4 out of 5 Space Monkeys
Why?: Because I enjoyed the cerebral and detailed world building I saw in the first issue that I really couldn’t wait to crack this one open. Atlantis has become a bloated, opulent society, stagnant in its own richness and largess. Aboard the Deliverer, a stolen Atlantean submarine or boat to them I guess??or car?), a group of rebel Atlanteans have forsworn their ties to Atlantis and set out to explore and find a better world. Consider Pirates by the military, Captain Anshargal has bigger plans for his crew and the people aboard his ship. Some, have other plans. Some parties want to settle and start a new society somewhere far from Atlantis, others feel they should keep roaming, fearing the mistakes of old Atlantis will repeat themselves. Discontent spreads throughout the ship while the Captain and a small away team are hunting for the Amphibian, a genetic aberration of Atlantean creation thank can breathe both air and water. Anshargal believes DNA from the amphibian can save his people by giving the next generation of Atlanteans the ability to breathe on land.
Flashbacks and conversations between crew members give us insight to both the pasts of the main characters, as well as details of the current society aboard the Sea-Ark Deliverer as it roams the ocean floor. Orlando has cool take on Atlantis, it’s culture and role in earth’s ancient past and considering how many stories about Atlantis have been written over the years, this is not an easy feat. Trakhanov’s art is darkly gritty, with a subdued color palette that captures the primordial undersea world in shadowy sci-fi coolness. This is one of those Image mini-series whose subject matter and concepts that, twenty years ago, you would only find in Heavy Metal or Epic Illustrated. A smart, adult comic that’s deeper than you’d expect.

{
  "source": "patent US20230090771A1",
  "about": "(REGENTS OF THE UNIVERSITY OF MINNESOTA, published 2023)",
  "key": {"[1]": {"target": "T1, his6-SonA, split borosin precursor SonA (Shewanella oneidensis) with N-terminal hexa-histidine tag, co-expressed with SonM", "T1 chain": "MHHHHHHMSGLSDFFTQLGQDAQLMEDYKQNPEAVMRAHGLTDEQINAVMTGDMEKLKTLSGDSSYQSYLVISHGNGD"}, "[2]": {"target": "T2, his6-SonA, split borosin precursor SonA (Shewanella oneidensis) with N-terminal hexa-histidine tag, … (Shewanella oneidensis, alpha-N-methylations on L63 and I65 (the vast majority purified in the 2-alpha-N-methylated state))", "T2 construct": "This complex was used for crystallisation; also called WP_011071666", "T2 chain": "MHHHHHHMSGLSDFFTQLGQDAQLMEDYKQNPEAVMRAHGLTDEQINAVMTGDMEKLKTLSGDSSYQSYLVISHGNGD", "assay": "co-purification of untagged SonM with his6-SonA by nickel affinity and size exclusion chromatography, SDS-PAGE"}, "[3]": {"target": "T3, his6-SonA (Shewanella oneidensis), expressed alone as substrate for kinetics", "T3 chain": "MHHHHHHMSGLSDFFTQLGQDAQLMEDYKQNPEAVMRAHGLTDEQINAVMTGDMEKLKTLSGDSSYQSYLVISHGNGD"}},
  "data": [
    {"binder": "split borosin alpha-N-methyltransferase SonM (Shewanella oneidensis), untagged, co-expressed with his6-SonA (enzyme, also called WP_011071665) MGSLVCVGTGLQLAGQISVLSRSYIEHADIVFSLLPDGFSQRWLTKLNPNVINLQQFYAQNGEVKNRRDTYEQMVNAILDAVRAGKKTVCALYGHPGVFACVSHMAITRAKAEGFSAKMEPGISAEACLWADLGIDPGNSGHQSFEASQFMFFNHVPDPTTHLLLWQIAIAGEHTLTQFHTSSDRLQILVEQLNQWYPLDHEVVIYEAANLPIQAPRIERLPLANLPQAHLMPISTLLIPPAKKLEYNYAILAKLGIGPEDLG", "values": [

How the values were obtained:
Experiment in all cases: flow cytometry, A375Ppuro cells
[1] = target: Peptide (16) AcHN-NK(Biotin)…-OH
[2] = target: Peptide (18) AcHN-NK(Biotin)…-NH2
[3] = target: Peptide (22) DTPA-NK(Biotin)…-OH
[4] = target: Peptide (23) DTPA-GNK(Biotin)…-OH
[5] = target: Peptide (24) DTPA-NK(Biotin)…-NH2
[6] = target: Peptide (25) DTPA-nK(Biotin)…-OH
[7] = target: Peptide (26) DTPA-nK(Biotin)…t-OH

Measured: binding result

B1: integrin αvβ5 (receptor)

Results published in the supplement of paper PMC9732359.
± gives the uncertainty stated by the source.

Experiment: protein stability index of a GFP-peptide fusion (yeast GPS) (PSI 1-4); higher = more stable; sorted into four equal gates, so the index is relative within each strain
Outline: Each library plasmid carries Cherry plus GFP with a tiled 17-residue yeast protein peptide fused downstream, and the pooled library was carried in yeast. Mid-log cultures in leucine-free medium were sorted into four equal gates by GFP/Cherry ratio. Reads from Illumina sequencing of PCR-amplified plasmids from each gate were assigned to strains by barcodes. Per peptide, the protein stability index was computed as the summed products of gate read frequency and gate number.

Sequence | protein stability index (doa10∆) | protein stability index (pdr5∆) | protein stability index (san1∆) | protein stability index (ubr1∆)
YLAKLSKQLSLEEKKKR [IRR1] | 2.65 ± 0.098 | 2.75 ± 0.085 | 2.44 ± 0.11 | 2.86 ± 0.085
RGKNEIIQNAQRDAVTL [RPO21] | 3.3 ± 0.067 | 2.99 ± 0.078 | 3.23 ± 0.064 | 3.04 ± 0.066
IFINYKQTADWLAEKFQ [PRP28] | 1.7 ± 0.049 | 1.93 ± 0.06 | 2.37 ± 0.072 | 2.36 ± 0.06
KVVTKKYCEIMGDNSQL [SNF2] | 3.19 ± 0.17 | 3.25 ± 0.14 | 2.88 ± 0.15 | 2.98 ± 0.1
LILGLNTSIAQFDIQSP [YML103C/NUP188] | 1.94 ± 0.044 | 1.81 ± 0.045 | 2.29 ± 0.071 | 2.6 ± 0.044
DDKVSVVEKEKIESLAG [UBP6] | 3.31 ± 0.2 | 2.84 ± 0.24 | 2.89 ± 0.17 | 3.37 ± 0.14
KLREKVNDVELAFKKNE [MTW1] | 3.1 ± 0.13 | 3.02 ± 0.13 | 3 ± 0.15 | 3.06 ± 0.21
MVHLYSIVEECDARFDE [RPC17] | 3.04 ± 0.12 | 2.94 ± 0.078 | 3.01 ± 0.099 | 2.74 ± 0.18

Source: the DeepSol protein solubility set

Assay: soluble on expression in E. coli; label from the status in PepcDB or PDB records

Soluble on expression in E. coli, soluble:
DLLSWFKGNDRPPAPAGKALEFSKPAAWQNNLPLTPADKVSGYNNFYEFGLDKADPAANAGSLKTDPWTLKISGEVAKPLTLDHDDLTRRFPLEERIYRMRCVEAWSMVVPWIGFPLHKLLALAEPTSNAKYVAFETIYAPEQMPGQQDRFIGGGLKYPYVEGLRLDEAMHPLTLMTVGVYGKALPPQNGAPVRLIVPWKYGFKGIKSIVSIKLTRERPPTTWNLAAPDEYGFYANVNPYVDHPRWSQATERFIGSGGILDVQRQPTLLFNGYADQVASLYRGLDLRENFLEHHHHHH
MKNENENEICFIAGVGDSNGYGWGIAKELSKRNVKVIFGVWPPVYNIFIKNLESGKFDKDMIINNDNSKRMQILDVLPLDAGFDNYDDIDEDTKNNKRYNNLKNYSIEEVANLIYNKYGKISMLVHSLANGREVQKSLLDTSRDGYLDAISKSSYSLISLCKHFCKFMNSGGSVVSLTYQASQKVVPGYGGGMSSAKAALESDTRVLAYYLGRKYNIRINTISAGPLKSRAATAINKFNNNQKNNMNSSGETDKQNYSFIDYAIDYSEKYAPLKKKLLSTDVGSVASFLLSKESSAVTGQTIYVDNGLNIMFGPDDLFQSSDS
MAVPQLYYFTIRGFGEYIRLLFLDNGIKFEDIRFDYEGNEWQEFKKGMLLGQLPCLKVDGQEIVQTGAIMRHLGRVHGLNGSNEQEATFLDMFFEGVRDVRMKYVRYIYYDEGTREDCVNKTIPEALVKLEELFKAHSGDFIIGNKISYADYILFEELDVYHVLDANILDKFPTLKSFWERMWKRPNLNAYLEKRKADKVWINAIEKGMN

Last Week’s Surprise Pick
4 out of 5 Space Monkeys
Why?: To be honest, I didn’t even buy this last Wednesday. Even though it was an Avengers book, and Hawkeye was in it, I had given up on the previous run of Secret Avengers, and wasn’t familiar with the creative team. Plus, the cover didn’t do much for me, just a little too goofy. Then I got a text from my friend Hagan: “Secret Avengers #1 has the look and feel of early issues of Hawkeye.”
Now, if Hagan overcame his technophobia long enough to thumb out that long of a message, I knew the importance of the statement was of the highest regard. I arranged with my comic book connection to have an issue brought to me post-haste! (this means making a phone call and begging my girlfriend to bring one home). And lo and behold, the old bearded maniac was right. Walsh’s art is frenetic and crisp, his panels and poses are very Aja-esque without being swipes, and all his characters have great expressions and body language that are totally in character. Klot’s story is fast paced and fun, just the right mix of super-hero sci-fi stuff and spy action intrigue to satisfy fans of both. It’s filled with familiar faces (Fury, Coulson, Hawkeye, Black Widow and Spider-Woman), some in new roles (M.O.D.O.K, the big evil head in a floating chair, is now a member, …sort of ) and some in old (A.I.M is on the move, getting revenge on the Secret Avengers for past injustices). This has all the hallmarks of a damn good comic and I look forward to future issues.